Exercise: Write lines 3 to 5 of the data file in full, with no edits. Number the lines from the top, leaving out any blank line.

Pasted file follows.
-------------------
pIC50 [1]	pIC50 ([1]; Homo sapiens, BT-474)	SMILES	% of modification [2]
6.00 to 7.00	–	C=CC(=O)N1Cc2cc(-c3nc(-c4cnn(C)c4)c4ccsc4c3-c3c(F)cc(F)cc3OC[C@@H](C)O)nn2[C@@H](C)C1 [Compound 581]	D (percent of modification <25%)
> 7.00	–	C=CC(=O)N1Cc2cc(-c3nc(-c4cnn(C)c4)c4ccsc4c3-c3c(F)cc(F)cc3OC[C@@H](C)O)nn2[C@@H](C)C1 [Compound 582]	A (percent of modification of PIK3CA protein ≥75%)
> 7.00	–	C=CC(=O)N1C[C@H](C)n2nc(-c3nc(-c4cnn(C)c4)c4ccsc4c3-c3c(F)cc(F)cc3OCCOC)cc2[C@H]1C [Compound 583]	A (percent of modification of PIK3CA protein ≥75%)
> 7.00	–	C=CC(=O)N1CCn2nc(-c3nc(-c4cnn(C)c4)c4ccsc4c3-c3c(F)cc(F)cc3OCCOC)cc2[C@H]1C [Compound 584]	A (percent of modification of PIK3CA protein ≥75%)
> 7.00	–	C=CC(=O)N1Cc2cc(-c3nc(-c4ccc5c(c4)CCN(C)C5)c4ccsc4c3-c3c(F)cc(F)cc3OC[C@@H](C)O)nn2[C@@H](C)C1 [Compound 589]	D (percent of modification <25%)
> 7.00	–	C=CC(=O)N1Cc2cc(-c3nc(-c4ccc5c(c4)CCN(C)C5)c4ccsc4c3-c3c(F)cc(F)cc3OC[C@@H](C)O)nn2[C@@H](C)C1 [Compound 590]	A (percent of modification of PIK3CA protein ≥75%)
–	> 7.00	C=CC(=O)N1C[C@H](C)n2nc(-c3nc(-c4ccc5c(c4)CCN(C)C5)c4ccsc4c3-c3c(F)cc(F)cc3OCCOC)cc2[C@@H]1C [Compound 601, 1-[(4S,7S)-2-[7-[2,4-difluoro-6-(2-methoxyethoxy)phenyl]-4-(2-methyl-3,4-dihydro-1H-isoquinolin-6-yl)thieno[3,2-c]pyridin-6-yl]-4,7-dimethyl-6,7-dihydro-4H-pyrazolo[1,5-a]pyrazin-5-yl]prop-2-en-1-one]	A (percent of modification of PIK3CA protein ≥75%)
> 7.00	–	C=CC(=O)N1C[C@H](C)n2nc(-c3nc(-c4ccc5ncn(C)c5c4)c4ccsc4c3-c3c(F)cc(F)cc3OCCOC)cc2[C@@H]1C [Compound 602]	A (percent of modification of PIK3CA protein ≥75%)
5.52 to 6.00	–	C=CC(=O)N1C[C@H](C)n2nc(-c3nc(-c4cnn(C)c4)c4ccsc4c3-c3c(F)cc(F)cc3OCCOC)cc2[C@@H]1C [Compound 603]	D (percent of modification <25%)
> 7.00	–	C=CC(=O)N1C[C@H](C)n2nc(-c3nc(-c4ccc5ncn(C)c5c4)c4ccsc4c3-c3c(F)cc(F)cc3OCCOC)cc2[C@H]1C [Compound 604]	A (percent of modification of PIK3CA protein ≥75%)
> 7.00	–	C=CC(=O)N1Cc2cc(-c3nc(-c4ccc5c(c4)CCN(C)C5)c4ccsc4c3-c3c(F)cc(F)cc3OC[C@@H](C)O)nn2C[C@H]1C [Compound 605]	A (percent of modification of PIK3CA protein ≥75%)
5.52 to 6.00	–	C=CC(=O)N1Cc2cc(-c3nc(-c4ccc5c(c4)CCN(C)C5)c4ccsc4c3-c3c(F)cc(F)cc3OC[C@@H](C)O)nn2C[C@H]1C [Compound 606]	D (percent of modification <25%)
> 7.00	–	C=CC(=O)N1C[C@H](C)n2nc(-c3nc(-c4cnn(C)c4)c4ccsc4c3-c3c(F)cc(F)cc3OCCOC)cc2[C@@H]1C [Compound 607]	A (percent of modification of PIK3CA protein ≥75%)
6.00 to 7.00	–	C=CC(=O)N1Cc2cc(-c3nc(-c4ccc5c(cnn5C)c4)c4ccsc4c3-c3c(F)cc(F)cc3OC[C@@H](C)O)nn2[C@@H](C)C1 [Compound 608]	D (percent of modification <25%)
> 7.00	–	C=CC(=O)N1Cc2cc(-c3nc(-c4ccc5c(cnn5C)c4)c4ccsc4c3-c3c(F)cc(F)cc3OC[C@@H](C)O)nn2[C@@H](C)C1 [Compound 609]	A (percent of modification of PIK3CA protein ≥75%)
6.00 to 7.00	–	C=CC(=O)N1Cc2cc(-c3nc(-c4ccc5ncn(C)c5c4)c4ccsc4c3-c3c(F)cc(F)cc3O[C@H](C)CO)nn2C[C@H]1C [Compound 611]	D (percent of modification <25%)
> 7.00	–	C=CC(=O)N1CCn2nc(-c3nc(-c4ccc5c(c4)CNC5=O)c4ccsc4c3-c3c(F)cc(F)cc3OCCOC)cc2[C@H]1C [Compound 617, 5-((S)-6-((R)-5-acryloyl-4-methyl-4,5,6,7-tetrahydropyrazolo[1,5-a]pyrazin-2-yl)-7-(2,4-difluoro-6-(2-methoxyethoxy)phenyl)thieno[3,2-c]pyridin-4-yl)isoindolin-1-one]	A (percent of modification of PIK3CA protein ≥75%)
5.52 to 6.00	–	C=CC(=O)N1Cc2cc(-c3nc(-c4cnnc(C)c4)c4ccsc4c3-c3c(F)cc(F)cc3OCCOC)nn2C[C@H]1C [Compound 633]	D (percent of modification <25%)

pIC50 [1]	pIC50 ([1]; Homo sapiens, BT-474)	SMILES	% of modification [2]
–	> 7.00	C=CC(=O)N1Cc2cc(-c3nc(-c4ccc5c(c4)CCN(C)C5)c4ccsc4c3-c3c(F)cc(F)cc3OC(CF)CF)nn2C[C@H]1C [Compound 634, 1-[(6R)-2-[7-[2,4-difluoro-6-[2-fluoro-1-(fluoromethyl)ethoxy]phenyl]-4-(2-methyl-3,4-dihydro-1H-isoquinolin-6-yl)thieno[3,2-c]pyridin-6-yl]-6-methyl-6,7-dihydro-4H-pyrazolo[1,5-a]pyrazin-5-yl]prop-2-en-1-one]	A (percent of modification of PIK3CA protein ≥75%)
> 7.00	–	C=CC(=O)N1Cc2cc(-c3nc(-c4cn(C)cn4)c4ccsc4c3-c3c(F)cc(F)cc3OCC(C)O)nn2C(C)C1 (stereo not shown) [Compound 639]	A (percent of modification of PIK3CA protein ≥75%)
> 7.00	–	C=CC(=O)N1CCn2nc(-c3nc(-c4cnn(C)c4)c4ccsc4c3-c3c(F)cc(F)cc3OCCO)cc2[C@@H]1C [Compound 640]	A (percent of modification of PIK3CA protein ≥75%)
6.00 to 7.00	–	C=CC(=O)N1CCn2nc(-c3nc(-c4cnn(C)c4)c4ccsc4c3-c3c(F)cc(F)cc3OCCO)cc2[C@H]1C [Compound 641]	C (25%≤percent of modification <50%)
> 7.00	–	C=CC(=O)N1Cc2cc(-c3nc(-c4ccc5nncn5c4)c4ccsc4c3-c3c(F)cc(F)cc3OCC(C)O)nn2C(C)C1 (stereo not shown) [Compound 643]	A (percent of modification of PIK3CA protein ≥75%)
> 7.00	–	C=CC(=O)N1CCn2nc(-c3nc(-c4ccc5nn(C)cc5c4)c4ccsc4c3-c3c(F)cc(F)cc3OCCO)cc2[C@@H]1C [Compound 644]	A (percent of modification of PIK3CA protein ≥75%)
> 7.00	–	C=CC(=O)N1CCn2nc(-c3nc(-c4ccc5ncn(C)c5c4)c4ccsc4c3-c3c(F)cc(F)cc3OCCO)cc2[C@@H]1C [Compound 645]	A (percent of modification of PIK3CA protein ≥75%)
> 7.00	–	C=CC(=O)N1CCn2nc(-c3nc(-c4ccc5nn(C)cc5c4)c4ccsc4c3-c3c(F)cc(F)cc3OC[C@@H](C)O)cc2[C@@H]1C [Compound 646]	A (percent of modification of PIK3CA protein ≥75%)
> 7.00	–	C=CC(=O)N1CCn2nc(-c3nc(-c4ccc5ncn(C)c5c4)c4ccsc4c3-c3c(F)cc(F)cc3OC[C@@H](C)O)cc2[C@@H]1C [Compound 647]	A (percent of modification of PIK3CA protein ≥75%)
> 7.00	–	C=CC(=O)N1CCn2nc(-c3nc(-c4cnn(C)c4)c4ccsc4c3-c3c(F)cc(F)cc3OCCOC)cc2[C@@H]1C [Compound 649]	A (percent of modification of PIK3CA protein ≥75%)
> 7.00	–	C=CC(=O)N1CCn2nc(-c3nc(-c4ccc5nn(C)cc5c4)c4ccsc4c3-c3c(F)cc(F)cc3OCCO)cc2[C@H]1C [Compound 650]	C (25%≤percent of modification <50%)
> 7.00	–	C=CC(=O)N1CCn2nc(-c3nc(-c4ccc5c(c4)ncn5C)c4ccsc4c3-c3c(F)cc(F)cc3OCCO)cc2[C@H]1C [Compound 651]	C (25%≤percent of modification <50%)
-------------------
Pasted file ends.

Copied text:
> 7.00	–	C=CC(=O)N1Cc2cc(-c3nc(-c4cnn(C)c4)c4ccsc4c3-c3c(F)cc(F)cc3OC[C@@H](C)O)nn2[C@@H](C)C1 [Compound 582]	A (percent of modification of PIK3CA protein ≥75%)
> 7.00	–	C=CC(=O)N1C[C@H](C)n2nc(-c3nc(-c4cnn(C)c4)c4ccsc4c3-c3c(F)cc(F)cc3OCCOC)cc2[C@H]1C [Compound 583]	A (percent of modification of PIK3CA protein ≥75%)
> 7.00	–	C=CC(=O)N1CCn2nc(-c3nc(-c4cnn(C)c4)c4ccsc4c3-c3c(F)cc(F)cc3OCCOC)cc2[C@H]1C [Compound 584]	A (percent of modification of PIK3CA protein ≥75%)